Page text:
United States of America, United States of America (1968)
The album (per Wikipedia) is based largely around synth-maestro and political radical Joe Byrd and his then-girlfriend, singer Dorothy Moskowitz. And while much of the music can be slotted in alongside other contemporaneous psychedelia, from the Jefferson Airplane to the Byrds to the West Coast Pop Art Experimental Band, it stands apart through its reliance on synthesizers and electronic sound effects rather than guitars, as well as more deliberately exotic musical influences and stray weirdness that calls to mind everything from avant garde classical music to Frank Zappa.
Take the opening track, "The American Metaphysical Circus," which opens with the sounds of a carnival merry-go-round before sliding into a haunting ballad with Moskowitz's ethereal vocals intoning the refrain, "The cost of one admission is your mind," pretty much setting the scene for the rest of the album.
It's not all trippy weirdness, though; the second track, "Hard Coming Love," is a more traditional, bluesy number that sounds like much of what was coming out of San Francisco in the Summer of Love; while "Coming Down" is a flowery psychedelic pop song. But as a package, it's pretty off-kilter, if not downright jarring at times, but it's also completely distinctive and consistently fascinating.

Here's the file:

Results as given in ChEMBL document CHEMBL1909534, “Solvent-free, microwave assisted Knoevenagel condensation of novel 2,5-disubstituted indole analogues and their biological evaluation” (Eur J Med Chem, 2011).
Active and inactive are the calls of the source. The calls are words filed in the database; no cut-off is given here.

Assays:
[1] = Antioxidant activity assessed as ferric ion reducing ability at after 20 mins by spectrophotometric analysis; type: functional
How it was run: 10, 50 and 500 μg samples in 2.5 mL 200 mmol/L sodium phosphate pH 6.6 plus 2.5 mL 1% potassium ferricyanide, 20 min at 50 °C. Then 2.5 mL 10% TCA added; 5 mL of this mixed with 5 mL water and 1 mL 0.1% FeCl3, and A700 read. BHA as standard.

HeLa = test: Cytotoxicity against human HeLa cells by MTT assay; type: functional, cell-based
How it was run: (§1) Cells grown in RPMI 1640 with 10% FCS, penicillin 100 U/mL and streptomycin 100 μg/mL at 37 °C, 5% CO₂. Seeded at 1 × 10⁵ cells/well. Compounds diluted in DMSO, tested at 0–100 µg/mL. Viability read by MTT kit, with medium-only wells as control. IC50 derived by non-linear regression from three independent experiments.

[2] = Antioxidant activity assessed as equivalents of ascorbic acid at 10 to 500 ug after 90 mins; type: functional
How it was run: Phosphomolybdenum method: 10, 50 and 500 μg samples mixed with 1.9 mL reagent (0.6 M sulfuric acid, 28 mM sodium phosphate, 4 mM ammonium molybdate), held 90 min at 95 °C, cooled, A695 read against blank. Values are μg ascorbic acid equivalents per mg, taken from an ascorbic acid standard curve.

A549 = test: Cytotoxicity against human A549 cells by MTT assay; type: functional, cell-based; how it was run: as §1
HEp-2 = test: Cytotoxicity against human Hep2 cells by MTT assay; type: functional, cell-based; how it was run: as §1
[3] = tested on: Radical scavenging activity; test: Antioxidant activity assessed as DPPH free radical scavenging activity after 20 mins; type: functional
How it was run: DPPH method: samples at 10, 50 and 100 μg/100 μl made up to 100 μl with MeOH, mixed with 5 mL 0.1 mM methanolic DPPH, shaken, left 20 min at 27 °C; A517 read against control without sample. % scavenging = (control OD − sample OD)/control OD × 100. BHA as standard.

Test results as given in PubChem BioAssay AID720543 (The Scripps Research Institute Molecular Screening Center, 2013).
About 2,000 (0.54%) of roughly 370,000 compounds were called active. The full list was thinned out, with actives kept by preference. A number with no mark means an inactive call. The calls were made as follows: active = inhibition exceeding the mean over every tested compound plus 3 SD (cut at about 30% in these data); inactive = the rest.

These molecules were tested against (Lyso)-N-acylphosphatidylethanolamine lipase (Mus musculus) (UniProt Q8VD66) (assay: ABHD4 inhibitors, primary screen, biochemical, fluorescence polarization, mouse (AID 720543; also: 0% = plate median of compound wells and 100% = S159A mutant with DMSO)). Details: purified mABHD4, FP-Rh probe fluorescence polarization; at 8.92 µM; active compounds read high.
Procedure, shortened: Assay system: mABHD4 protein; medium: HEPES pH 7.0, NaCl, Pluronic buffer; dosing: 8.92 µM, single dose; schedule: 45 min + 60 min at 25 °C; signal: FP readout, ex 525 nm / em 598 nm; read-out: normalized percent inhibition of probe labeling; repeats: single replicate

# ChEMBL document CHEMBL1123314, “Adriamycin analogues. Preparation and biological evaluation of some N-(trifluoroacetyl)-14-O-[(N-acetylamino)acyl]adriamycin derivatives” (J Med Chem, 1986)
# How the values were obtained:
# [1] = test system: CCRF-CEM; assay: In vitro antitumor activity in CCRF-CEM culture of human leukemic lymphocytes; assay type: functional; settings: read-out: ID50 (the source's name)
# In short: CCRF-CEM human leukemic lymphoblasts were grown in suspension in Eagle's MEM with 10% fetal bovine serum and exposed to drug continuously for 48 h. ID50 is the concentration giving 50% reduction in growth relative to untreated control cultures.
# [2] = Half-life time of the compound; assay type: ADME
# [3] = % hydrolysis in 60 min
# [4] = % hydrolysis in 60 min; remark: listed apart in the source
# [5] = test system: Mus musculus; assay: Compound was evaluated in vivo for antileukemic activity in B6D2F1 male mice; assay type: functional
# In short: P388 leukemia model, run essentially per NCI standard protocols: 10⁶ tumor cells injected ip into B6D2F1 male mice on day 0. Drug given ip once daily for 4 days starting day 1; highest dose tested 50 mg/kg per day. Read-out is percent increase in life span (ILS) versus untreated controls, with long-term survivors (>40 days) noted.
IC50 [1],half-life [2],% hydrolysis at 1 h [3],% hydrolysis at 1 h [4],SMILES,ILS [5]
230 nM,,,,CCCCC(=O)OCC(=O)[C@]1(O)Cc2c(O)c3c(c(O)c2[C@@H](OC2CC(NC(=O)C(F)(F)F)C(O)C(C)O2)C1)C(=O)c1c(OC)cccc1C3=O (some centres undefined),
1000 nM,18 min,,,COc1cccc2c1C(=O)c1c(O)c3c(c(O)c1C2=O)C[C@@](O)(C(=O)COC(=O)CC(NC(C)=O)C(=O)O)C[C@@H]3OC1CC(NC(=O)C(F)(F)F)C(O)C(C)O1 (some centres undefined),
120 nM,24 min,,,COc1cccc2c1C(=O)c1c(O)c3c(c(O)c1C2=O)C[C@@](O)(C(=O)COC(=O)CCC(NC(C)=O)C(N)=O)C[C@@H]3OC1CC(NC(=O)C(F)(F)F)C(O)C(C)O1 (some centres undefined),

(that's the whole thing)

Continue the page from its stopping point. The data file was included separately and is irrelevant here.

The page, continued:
The CD reissue I have (and the version on Spotify) is doubled in length with various outtakes and follow-up tracks recorded before the band broke up; many of these are as good as much of the album, with a more grounded, less experimental sound and actual guitars in lieu of electronics (i.e. the dated but fun "You Can Never Come Down" and the Airplane-esque "Tailor Man").
Here, why not lose your shit to "The American Metaphysical Circus":